(Pictured: Swamp Dogg, who didn’t need to cover Sinatra to declare he did it his way.)
I am still working my way through Matt Hinrichs’ monumental Outside the Top 40 Spotify lists for 1970, 1971, and 1972. They contain hundreds of songs that placed on either the Hot 100 or the Bubbling Under singles charts without making it to #40 or better. They’re a damn treasure and that’s no joke. Even though I’ve spent countless hours poking around in dusty corners all these years, these lists keep revealing records I’ve never heard and performers I’ve never bothered to notice.
For example: Bill Deal and the Rhondels. I’d heard of them but never paid much attention. Although they emerged at a moment in history when horn bands like Chicago and BS&T were getting hot, they were different, a raucous show band, and two of their biggest hits were covers of songs from an earlier day: “May I,” and the biggest, “What Kind of Fool Do You Think I Am,” which went to #23 late in the summer of 1969. The band placed among Billboard‘s top 10 artists of 1969, a list populated by a remarkable number of acts who barely flourished beyond 1969—the Brooklyn Bridge, Oliver, the Friends of Distinction, the Winstons, and Checkmates Ltd. featuring Sonny Charles—and the Rhondels were one of them, bagging one last Hot 100 hit before returning to the Virginia/Carolina beach-music scene from which they had come. That last hit is toned down a great deal from their customary party honk, and it’s pretty good: “Nothing Succeeds Like Success” got up to #63 in the spring of 1970.
“My Way” is one of the most famous songs in American pop, but it strikes me that it’s a difficult one to do well given that Frank Sinatra owns it. Sinatra’s version is prideful in a way unique to him; the second-most-famous one, by Elvis, made a few months before his death, comes off bathetic—like a lot of late-period Elvis recordings, there’s emptiness at the emotional center of it. Brook Benton recorded “My Way” in 1970, made it as personal as Sinatra did but in his own imitable way, and took it up to #72.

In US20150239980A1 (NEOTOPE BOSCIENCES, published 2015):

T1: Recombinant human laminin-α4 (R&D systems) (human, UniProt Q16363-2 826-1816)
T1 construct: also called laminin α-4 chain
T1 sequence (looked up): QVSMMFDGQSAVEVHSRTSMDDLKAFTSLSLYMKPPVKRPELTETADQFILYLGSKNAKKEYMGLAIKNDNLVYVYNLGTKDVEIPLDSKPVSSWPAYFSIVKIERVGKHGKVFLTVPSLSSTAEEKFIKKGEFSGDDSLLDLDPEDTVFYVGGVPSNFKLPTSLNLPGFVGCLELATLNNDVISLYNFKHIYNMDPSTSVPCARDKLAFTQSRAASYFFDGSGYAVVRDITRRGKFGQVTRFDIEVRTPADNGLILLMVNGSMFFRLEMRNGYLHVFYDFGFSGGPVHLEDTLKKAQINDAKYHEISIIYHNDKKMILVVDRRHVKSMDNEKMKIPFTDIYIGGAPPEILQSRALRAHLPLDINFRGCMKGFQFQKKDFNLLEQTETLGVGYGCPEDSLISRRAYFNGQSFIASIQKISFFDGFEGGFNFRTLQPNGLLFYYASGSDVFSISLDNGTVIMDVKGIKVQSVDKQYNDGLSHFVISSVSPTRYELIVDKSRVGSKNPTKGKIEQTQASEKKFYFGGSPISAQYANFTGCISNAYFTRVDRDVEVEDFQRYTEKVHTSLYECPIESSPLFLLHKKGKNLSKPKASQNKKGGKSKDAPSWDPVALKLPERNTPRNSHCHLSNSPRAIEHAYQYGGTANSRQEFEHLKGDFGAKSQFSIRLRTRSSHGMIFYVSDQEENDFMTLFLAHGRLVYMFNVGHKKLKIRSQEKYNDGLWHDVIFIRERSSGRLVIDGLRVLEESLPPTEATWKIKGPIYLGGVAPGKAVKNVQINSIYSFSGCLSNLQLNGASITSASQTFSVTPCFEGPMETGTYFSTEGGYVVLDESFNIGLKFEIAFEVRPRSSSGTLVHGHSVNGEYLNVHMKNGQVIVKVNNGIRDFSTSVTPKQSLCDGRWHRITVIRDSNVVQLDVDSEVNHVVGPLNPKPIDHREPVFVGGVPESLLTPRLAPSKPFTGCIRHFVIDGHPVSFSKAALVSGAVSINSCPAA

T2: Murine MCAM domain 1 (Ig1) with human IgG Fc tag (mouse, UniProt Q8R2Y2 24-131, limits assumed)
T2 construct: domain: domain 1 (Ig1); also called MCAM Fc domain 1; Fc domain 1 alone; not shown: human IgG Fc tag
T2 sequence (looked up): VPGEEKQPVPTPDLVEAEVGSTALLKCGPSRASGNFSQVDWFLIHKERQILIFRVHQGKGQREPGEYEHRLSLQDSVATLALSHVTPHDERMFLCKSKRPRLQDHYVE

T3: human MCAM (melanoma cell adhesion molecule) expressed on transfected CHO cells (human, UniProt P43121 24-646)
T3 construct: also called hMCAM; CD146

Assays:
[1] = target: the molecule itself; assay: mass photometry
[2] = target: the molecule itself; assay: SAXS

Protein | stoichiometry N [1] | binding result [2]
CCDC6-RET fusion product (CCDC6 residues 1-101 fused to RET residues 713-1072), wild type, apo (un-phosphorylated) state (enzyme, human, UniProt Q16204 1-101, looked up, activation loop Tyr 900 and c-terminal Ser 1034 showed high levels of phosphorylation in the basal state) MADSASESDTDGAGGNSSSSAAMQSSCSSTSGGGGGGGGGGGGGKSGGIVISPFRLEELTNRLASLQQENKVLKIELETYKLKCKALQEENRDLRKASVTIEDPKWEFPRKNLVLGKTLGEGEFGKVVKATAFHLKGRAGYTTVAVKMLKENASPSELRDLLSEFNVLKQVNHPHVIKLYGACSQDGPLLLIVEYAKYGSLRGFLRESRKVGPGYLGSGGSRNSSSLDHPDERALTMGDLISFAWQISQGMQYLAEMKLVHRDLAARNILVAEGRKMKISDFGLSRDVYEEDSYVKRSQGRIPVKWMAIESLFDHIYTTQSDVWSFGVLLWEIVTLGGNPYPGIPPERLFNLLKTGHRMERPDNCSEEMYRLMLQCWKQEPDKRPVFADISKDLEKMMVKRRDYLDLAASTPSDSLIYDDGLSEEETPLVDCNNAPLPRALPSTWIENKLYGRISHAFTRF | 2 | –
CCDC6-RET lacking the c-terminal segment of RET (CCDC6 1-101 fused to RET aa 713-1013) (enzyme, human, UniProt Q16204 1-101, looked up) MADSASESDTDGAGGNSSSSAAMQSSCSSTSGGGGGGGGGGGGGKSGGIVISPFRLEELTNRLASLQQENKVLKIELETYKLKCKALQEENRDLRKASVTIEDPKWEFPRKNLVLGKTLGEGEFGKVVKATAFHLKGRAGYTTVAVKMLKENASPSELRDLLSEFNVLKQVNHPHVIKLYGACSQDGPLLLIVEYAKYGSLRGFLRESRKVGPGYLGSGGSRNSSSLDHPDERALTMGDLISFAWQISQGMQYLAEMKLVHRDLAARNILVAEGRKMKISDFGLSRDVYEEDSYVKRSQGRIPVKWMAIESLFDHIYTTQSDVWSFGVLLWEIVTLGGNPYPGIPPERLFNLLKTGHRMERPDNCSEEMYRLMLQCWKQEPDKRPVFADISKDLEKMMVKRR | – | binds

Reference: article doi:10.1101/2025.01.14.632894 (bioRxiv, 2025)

On the subject of personal and inimitable, there’s Bettye Swann’s cover of “Little Things Mean a Lot,” originally made famous in 1954 by Kitty Kallen. Swann moved from Louisiana to Los Angeles in the early 60s and scored a #1 R&B hit with “Make Me Yours” in 1967, and four other Hot 100 hits between 1967 and 1973, plus four others that bubbled under. “Little Things Mean a Lot” reached #114 in February 1970.
Don’t confuse Doris Duke with Doris Troy. Troy famously recorded “Just One Look” and had some late recordings released on Apple; Duke was a gospel singer who had cut some demos for Motown and sang on sessions for Gamble and Huff before she made an album at Capricorn Studios called I’m a Loser, with songs by Gary U.S. Bonds and Jerry “Swamp Dogg” Williams. Swamp Dogg also produced it. The album contained two singles, “To the Other Woman (I’m the Other Woman),” which went Top-10 on the soul chart and #50 on the Hot 100 in the spring of 1970, and “Feet Start Walkin’,” which bubbled under, reaching #109 in the summer. The tiny label on which I’m a Loser was released went tits-up shortly thereafter, and Duke didn’t record again until 1975. After three albums in six years, she retired from music, and as Allmusic.com puts it, “at the time of this writing her whereabouts and activities are unknown.”
During the week of June 6, 1970, while “Feet Start Walkin'” bubbled under at #117, a Bonds/Williams song performed by Swamp Dogg hisownself sat directly above at #116: “Mama’s Baby, Daddy’s Maybe,” from an album called Total Destruction to Your Mind. According to Allmusic.com, the album is what resulted after Williams, an idiosyncratic character to begin with, experimented with LSD. “Mama’s Baby, Daddy’s Maybe” is a deep Southern blues groove, and the whole story of the lyric is right there in the title.
There will be future installments along this line, because how could there not?